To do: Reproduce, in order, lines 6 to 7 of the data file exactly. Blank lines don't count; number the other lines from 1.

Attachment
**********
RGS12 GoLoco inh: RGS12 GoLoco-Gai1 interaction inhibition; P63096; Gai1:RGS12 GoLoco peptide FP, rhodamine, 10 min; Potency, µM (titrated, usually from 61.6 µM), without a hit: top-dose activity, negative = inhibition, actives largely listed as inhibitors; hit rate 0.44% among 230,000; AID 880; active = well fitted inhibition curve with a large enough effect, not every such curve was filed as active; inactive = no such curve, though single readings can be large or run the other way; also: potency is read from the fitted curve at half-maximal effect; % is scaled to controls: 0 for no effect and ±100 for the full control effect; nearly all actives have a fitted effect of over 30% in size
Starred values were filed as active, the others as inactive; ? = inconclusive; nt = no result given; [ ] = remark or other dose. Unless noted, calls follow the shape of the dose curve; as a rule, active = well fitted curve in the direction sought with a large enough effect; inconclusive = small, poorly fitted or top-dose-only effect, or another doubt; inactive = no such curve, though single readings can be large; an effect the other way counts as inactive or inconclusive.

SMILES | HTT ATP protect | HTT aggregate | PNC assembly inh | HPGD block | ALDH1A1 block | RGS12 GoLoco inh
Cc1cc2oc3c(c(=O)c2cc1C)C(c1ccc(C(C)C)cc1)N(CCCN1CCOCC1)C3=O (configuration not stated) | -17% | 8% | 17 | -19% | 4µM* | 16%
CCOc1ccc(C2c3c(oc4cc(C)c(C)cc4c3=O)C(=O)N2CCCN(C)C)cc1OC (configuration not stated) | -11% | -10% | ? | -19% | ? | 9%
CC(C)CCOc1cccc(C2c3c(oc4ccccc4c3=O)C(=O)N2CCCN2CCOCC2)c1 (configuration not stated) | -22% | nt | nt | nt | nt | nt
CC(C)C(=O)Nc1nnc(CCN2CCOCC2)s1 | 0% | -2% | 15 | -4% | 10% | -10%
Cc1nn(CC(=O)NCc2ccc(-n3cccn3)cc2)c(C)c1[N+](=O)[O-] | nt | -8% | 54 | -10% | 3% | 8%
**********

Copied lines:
CC(C)CCOc1cccc(C2c3c(oc4ccccc4c3=O)C(=O)N2CCCN2CCOCC2)c1 (configuration not stated) | -22% | nt | nt | nt | nt | nt
CC(C)C(=O)Nc1nnc(CCN2CCOCC2)s1 | 0% | -2% | 15 | -4% | 10% | -10%